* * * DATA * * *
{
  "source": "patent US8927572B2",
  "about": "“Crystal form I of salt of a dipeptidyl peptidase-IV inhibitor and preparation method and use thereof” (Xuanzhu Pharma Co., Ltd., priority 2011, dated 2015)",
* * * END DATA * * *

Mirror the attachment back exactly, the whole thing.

{
  "source": "patent US8927572B2",
  "about": "“Crystal form I of salt of a dipeptidyl peptidase-IV inhibitor and preparation method and use thereof” (Xuanzhu Pharma Co., Ltd., priority 2011, dated 2015)",